The Isle of Kerrera is situated at the mouth of Oban bay and acts as a physical breakwater for this important west coast harbour. To access Kerrera you travel 2.5 miles south from Oban to Gallanach where a ferry crosses the 600 metres of the Sound of Kerrera between the Scottish mainland and the island itself (5 minute journey). There is a vehicle exclusion policy on the island, except for those of the locals, making it a walker’s paradise.
The Calmac passenger ferry takes 12 people per trip and in busy periods the ferry runs repeated trips. Islanders are delighted and proud that after many years of persistence, a new road connecting the north end to the Calmac ferry was constructed in 2021 and is now open. This is a really positive and important change for island residents, almost half of whom live at the north end of Kerrera.
Kerrera Marina, situated at the north end of Kerrera, has a new lease of life with managers Tim and Gill Vollum. Alongside providing excellent services for boats, they run the Waypoint Bar and Grill and offer a private ferry service directly into Oban.
In contrast to its busy neighbour Oban, Kerrera is quiet and rural offering outstanding views of the surrounding coastal areas. The island is best known for the ruined Gylen Castle, built in 1582, open for visitors to view, and also has a range of lesser known sites of historic and geological interest, alongside its stunning natural landscape. It takes approximately one hour to walk from the ferry to the castle and close to the castle is the delightful Kerrera Tea Garden & Bunkhouse- a perfect lunchtime pit-stop.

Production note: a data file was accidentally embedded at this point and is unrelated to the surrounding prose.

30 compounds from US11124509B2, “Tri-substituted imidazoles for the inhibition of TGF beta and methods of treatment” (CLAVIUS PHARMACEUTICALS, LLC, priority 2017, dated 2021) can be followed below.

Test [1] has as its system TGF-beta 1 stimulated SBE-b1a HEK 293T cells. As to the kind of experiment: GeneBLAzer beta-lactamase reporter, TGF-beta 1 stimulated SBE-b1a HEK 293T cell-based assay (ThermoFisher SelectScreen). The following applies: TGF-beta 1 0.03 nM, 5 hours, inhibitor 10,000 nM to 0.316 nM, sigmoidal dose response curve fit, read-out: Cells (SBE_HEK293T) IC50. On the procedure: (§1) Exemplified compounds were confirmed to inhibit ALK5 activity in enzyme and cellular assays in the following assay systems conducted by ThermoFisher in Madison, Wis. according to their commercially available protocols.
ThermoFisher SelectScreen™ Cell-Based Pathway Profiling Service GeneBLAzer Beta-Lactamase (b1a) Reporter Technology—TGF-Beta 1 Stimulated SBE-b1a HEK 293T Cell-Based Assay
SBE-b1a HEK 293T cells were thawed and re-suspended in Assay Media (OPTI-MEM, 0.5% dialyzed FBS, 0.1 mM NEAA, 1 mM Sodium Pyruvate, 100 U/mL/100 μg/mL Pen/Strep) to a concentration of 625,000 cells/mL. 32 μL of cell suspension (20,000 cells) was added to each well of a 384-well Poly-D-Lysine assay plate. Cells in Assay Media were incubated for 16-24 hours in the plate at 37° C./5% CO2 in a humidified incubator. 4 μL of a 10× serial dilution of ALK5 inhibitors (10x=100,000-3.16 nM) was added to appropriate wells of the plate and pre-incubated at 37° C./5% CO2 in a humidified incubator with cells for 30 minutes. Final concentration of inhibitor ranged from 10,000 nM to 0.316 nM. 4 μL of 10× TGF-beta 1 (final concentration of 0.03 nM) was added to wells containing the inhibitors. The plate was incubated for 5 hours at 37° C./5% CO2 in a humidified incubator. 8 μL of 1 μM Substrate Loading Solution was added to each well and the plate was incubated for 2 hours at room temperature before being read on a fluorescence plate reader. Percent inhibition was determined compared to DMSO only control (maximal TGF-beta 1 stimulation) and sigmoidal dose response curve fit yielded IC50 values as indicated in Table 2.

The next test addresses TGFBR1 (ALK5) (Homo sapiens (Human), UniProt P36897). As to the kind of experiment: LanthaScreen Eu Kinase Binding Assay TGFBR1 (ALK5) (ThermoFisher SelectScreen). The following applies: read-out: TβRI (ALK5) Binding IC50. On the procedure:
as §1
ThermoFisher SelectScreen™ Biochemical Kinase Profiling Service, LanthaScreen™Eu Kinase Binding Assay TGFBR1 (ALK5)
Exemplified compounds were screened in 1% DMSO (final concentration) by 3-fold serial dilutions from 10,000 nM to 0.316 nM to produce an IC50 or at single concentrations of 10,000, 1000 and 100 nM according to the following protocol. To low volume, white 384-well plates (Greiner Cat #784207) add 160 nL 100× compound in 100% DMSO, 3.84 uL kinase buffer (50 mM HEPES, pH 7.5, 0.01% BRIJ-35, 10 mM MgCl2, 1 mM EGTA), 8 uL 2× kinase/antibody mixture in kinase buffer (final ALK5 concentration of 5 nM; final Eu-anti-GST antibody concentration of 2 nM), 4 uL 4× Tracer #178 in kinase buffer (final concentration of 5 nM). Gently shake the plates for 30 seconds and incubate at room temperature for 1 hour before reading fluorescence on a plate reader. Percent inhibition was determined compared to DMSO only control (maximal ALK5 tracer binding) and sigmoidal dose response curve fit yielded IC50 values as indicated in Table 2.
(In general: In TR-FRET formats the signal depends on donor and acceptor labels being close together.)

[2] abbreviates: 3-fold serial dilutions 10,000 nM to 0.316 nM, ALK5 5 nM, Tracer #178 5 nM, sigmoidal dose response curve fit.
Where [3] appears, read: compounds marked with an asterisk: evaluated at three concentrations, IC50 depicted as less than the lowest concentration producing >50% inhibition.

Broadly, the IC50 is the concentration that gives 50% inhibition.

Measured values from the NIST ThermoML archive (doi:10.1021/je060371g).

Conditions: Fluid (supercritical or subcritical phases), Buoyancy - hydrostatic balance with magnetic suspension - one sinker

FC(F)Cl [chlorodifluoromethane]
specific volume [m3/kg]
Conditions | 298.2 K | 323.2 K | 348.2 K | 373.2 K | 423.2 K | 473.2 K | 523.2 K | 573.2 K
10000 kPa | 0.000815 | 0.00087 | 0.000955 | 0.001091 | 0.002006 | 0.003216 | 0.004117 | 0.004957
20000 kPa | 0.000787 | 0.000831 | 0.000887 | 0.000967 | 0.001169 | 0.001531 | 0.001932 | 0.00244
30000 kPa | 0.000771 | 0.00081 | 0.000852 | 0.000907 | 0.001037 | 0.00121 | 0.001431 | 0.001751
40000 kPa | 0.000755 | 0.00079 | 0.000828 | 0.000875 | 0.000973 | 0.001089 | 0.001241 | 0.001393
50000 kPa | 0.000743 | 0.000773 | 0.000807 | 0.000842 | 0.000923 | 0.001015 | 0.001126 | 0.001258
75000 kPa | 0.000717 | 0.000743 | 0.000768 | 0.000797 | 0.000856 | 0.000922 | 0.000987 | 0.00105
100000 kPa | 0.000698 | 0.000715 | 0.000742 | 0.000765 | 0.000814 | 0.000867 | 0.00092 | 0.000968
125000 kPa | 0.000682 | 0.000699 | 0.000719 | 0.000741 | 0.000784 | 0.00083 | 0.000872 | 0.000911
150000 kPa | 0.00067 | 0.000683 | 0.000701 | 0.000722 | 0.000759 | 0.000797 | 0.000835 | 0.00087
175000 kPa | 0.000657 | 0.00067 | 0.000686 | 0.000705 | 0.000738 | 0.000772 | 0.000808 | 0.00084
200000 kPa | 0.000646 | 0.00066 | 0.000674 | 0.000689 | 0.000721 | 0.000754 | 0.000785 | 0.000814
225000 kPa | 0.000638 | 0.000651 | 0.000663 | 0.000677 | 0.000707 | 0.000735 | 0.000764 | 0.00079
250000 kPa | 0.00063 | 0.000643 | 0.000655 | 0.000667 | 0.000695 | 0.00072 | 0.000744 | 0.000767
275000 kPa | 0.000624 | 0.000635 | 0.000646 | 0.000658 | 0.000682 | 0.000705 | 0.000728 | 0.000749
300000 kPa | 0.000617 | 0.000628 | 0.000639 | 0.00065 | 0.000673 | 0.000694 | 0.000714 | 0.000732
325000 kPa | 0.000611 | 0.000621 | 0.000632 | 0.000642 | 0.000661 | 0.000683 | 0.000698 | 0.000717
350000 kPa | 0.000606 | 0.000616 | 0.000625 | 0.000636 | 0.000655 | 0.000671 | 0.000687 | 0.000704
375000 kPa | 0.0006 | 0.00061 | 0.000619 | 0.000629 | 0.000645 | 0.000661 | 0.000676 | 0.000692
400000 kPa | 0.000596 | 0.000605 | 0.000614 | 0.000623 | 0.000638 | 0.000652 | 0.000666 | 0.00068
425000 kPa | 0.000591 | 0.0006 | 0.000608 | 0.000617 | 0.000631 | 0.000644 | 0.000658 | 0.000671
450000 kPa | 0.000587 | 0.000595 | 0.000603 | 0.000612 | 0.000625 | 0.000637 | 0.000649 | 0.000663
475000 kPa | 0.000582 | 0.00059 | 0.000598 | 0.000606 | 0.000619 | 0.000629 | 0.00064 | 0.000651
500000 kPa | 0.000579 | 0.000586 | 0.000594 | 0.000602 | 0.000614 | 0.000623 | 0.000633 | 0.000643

More than 15,000 day-trippers visit the island annually from Oban, to walk or cycle around the southern 6km loop of the island. Most of the south end of the island is owned by Dunollie Estate, with most of the north end being owner occupied. Many visitors take the Marina ferry to the north end and enjoy views of Oban bay and visit Hutchenson's Monument.
The main industries on the island are sheep and cattle farming and tourism.
Kerrera is 4.7sq m and sparsely populated. A recent increase in the number of children on the island and some returners to the island, coupled with those who have chosen to build their lives and businesses on the island has resulted in a current population total of 68 full-time residents, including 18 children, as of June 2019. Please see our recent piece about our 100% island population increase on the Islands Revival blog:
Many thanks to Tesco Bag of Help, their funding allowed us to build this website and help to inform islanders and visitors of our island projects and wonderful wildlife.